The Restaurant of Mistaken Orders: A Tokyo Restaurant Where All the Servers Are People Living with Dementia — from openculture.com

Whole towns have already begun to structure their services around a growing number of citizens with dementia. But dementia itself remains “widely misunderstood,” says Restaurant of Mistaken Orders producer Shiro Oguni in the “concept movie” at the top of the post. “People believe you can’t do anything for yourself, and the condition will often mean isolation from society. We want to change society to become more easy-going so, dementia or no dementia, we can live together in harmony.”

Also see:

How Technology Can Improve Elder Care — from digitalsalutem.com by João Bocas

In this article, I talk about:

  1. The growth of the aging population
  2. The future of elder care is already here
  3. Smart homes, augmented and virtual reality, and wearables as potential solutions
  4. How these solutions can help providers deliver elder care
  5. The benefits of using these solutions

The world is changing. The way we live, the way we work, and the way we age are all being transformed by technology. In fact, some experts say that by 2030, more than half of the world’s population will be over 50 years old.

This is a new phenomenon for humanity. With this shift comes a need for new approaches to healthcare that are better suited to an aging population with increasingly complex needs.

 

Radar Trends to Watch: June 2022 — from oreilly.com

Excerpt:

The explosion of large models continues. Several developments are especially noteworthy. DeepMind’s Gato model is unique in that it’s a single model that’s trained for over 600 different tasks; whether or not it’s a step towards general intelligence (the ensuing debate may be more important than the model itself), it’s an impressive achievement. Google Brain’s Imagen creates photorealistic images that are impressive, even after you’ve seen what DALL-E 2 can do. And Allen AI’s Macaw (surely an allusion to Emily Bender and Timnit Gebru’s Stochastic Parrots paper) is open source, one tenth the size of GPT-3, and claims to be more accurate. Facebook/Meta is also releasing an open source large language model, including the model’s training log, which records in detail the work required to train it.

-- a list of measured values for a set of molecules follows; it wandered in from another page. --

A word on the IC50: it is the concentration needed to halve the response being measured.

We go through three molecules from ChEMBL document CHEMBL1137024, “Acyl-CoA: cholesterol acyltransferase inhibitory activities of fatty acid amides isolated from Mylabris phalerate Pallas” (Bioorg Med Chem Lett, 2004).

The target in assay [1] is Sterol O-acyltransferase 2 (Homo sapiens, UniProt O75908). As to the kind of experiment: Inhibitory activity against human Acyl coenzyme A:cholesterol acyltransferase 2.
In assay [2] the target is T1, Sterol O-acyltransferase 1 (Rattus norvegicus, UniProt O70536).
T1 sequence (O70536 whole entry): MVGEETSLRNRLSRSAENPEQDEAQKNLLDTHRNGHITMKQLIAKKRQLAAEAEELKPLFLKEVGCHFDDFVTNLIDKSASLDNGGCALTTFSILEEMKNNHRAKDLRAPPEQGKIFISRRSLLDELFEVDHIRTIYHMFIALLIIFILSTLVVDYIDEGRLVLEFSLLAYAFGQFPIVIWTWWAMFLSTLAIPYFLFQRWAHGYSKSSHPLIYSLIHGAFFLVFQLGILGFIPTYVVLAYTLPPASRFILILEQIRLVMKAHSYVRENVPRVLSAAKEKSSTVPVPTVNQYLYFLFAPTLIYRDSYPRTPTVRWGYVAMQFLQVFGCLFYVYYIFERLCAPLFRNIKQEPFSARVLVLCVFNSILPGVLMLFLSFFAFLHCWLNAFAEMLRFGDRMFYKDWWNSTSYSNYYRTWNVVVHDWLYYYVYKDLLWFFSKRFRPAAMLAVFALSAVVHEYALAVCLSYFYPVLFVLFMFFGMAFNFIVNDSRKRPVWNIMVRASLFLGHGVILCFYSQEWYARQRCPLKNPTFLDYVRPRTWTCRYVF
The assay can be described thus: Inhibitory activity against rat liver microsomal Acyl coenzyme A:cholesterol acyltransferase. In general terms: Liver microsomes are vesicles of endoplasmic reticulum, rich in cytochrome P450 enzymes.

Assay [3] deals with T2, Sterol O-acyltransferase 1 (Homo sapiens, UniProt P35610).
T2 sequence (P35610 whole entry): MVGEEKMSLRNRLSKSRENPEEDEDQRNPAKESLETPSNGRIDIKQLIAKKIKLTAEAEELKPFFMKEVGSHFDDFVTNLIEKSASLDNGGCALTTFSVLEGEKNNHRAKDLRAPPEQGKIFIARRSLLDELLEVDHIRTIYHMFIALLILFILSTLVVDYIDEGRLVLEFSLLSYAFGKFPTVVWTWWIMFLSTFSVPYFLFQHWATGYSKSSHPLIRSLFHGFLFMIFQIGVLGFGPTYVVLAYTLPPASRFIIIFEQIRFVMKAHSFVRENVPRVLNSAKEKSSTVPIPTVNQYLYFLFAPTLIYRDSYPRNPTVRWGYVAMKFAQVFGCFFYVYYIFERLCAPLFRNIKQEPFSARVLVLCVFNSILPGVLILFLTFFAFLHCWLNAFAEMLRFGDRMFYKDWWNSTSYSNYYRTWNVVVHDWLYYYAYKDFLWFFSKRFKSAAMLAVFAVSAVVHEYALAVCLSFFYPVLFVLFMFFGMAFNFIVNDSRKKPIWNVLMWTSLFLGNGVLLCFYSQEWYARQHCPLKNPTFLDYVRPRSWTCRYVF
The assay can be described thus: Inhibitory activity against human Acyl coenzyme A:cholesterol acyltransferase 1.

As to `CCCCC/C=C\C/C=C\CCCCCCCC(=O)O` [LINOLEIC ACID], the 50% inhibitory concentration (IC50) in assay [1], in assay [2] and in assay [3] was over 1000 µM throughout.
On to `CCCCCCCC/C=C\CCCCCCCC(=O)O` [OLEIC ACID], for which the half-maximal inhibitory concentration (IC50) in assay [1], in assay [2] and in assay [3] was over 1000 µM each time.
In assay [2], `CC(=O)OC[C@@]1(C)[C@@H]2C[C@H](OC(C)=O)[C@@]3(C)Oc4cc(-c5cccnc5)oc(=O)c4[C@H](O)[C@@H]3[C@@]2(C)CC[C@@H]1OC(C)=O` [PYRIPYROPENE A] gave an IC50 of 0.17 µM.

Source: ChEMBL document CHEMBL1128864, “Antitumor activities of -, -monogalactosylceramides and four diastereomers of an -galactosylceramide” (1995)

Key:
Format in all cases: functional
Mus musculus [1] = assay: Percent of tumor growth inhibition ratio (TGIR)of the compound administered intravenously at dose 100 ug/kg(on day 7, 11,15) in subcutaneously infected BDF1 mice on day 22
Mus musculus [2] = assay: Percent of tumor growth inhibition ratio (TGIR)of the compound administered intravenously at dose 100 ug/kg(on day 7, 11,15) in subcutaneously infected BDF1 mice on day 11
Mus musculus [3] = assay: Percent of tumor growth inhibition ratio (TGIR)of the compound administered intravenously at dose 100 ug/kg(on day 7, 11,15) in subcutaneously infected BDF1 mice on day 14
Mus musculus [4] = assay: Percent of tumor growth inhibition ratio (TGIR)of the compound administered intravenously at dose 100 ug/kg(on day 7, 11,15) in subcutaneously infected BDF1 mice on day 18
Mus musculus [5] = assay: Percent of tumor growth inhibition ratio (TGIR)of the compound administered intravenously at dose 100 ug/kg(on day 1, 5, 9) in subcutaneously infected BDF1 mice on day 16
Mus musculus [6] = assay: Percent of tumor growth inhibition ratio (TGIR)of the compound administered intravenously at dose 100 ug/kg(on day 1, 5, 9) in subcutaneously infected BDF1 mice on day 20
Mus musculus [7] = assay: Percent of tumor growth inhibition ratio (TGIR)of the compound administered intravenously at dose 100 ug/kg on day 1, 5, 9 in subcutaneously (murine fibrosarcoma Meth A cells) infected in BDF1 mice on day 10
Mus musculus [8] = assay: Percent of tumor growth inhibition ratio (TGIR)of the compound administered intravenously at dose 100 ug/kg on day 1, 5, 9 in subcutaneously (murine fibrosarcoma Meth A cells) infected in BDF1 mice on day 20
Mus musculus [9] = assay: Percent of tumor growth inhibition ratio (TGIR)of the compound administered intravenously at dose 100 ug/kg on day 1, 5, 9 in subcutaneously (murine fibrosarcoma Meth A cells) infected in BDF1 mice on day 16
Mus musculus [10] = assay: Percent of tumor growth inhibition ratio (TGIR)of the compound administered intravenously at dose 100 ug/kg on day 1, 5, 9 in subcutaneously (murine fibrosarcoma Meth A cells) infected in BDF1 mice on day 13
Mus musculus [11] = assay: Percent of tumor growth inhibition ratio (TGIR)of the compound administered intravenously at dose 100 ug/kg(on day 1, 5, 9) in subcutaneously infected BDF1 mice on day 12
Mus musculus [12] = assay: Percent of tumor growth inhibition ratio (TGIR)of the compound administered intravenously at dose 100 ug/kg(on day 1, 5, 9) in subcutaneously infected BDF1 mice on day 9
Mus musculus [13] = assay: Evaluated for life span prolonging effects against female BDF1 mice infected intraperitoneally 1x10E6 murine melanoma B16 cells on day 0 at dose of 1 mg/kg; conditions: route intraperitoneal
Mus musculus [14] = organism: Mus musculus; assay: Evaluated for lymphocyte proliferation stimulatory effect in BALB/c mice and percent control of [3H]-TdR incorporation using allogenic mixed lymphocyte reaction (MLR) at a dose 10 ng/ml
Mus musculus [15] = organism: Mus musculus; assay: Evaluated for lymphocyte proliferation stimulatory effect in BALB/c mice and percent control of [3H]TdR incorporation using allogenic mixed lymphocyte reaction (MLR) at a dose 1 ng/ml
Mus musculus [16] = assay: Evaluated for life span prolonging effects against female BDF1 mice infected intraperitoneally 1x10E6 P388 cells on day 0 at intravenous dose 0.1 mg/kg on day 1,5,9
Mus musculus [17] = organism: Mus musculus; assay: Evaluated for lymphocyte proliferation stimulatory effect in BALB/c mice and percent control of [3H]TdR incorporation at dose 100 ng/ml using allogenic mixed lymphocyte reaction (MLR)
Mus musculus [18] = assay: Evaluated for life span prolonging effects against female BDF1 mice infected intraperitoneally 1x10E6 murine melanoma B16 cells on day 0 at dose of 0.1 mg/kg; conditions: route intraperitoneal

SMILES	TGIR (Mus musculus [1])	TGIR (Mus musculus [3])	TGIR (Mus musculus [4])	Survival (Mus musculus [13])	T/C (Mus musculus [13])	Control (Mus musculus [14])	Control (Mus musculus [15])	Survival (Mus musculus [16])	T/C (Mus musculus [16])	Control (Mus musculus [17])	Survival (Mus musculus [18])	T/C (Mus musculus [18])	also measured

AI research is a dumpster fire and Google’s holding the matches — from thenextweb.com by Tristan Greene
Scientific endeavor is no match for corporate greed

Excerpts:

The world of AI research is in shambles. From the academics prioritizing easy-to-monetize schemes over breaking novel ground, to the Silicon Valley elite using the threat of job loss to encourage corporate-friendly hypotheses, the system is a broken mess.

And Google deserves a lion’s share of the blame.

Google, more than any other company, bears responsibility for the modern AI paradigm. That means we need to give big G full marks for bringing natural language processing and image recognition to the masses.

It also means we can credit Google with creating the researcher-eat-researcher environment that has some college students and their big-tech-partnered professors treating research papers as little more than bait for venture capitalists and corporate headhunters.

But the system’s set up to encourage the monetization of algorithms first, and to further the field second. In order for this to change, big tech and academia both need to commit to wholesale reform in how research is presented and reviewed.

Also relevant/see:

Every month Essentials publish an Industry Trend Report on AI in general and the following related topics:

  • AI Research
  • AI Applied Use Cases
  • AI Ethics
  • AI Robotics
  • AI Marketing
  • AI Cybersecurity
  • AI Healthcare

It’s never too early to get your AI ethics right — from protocol.com by Veronica Irwin
The Ethical AI Governance Group wants to give startups a framework for avoiding scandals and blunders while deploying new technology.

Excerpt:

To solve this problem, a group of consultants, venture capitalists and executives in AI created the Ethical AI Governance Group last September. In March, it went public, and published a survey-style “continuum” for investors to use in advising the startups in their portfolio.

The continuum conveys clear guidance for startups at various growth stages, recommending that startups have people in charge of AI governance and data privacy strategy, for example. EAIGG leadership argues that using the continuum will protect VC portfolios from value-destroying scandals.

 

This Week’s Awesome Tech Stories From Around the Web (Through April 30) — from singularityhub.com by Singularity Hub Staff

Topics include:

  • Computing
  • Robotics
  • Nanotechnology
  • Technology
  • Gadgets
  • Space
  • AI
  • AR

 

 

Best Drones for Education: Building, Flying, and Coding — from eduporium.com

Excerpt:

Teaching with drones in education holds a number of possibilities that range from introducing piloting basics to helping students explore drone uses and careers as well as how coding ties in. Whether in a STEM program, a dedicated drone class, or in CTE courses, students can explore practical STEM concepts, gain hands-on experience, and more. When it comes to the best drones for education, however, knowing what you’re looking for is incredibly important. There are some big names, like the Parrot Mambo Fly and the Sky Viper line, but our team has certain requirements when it comes to our recommendations